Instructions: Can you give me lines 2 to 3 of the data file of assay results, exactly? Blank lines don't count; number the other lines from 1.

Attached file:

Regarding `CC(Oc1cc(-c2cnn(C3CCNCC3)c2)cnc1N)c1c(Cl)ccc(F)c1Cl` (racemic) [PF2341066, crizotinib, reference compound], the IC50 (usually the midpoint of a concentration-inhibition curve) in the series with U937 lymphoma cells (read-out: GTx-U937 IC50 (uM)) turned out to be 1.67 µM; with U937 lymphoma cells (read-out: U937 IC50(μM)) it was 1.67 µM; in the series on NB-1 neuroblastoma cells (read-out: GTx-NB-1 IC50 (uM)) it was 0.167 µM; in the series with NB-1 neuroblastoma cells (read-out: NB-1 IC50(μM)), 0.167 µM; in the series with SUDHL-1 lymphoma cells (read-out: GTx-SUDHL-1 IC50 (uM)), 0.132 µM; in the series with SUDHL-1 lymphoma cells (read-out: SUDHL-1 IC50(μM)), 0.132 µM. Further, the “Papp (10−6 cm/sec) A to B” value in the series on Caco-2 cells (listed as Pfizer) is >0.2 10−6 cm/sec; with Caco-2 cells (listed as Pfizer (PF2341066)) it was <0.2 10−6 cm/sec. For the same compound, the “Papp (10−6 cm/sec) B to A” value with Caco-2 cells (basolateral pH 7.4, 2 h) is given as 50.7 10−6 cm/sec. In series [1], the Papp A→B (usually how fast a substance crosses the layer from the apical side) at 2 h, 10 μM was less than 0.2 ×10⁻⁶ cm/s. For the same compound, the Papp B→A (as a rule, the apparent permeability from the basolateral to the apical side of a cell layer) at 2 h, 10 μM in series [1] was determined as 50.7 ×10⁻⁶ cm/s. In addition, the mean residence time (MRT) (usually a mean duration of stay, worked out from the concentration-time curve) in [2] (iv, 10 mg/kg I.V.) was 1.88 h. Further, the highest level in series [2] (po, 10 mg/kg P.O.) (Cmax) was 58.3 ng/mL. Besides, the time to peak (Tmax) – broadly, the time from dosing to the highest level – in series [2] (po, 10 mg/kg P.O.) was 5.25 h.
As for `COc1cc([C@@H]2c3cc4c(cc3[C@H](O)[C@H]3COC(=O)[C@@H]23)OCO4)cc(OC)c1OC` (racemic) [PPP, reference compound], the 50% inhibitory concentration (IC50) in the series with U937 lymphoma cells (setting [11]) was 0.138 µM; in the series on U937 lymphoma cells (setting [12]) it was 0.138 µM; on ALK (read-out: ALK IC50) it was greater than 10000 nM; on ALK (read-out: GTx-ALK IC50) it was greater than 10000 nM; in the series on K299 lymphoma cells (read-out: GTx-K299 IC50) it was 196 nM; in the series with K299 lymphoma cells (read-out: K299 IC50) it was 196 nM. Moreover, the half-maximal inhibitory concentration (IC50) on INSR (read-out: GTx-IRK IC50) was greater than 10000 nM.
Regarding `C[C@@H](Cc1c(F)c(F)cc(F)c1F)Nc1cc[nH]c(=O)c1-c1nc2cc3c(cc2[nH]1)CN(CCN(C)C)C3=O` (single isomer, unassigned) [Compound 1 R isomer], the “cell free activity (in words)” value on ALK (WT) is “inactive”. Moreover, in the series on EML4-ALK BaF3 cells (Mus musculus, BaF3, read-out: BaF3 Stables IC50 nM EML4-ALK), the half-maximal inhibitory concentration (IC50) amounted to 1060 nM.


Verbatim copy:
As for `COc1cc([C@@H]2c3cc4c(cc3[C@H](O)[C@H]3COC(=O)[C@@H]23)OCO4)cc(OC)c1OC` (racemic) [PPP, reference compound], the 50% inhibitory concentration (IC50) in the series with U937 lymphoma cells (setting [11]) was 0.138 µM; in the series on U937 lymphoma cells (setting [12]) it was 0.138 µM; on ALK (read-out: ALK IC50) it was greater than 10000 nM; on ALK (read-out: GTx-ALK IC50) it was greater than 10000 nM; in the series on K299 lymphoma cells (read-out: GTx-K299 IC50) it was 196 nM; in the series with K299 lymphoma cells (read-out: K299 IC50) it was 196 nM. Moreover, the half-maximal inhibitory concentration (IC50) on INSR (read-out: GTx-IRK IC50) was greater than 10000 nM.
Regarding `C[C@@H](Cc1c(F)c(F)cc(F)c1F)Nc1cc[nH]c(=O)c1-c1nc2cc3c(cc2[nH]1)CN(CCN(C)C)C3=O` (single isomer, unassigned) [Compound 1 R isomer], the “cell free activity (in words)” value on ALK (WT) is “inactive”. Moreover, in the series on EML4-ALK BaF3 cells (Mus musculus, BaF3, read-out: BaF3 Stables IC50 nM EML4-ALK), the half-maximal inhibitory concentration (IC50) amounted to 1060 nM.